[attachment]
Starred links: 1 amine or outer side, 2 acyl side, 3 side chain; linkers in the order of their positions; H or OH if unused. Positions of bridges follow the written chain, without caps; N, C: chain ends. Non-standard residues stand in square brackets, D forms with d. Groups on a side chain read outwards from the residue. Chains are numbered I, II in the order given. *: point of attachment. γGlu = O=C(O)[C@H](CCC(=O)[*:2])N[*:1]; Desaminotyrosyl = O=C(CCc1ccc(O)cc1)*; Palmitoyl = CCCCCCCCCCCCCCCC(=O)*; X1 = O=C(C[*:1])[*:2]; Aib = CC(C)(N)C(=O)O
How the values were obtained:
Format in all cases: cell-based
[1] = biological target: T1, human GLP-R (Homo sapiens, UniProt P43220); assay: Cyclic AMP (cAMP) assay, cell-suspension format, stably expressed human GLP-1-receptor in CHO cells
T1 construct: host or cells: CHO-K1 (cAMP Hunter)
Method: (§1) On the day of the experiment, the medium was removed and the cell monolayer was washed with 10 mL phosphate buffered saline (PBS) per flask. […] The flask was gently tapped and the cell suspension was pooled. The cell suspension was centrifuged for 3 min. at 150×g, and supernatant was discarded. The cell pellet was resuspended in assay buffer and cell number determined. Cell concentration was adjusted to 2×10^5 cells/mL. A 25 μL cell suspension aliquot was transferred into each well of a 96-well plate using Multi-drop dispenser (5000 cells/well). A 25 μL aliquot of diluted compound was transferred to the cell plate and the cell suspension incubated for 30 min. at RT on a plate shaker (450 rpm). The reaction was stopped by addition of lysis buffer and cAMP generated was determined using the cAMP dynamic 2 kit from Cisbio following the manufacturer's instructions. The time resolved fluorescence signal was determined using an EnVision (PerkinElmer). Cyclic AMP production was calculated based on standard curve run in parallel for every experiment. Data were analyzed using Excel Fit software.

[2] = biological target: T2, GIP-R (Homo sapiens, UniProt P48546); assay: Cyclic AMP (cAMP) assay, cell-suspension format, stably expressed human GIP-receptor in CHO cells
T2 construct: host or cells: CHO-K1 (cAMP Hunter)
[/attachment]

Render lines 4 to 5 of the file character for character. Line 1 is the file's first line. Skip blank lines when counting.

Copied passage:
[1] = biological target: T1, human GLP-R (Homo sapiens, UniProt P43220); assay: Cyclic AMP (cAMP) assay, cell-suspension format, stably expressed human GLP-1-receptor in CHO cells
T1 construct: host or cells: CHO-K1 (cAMP Hunter)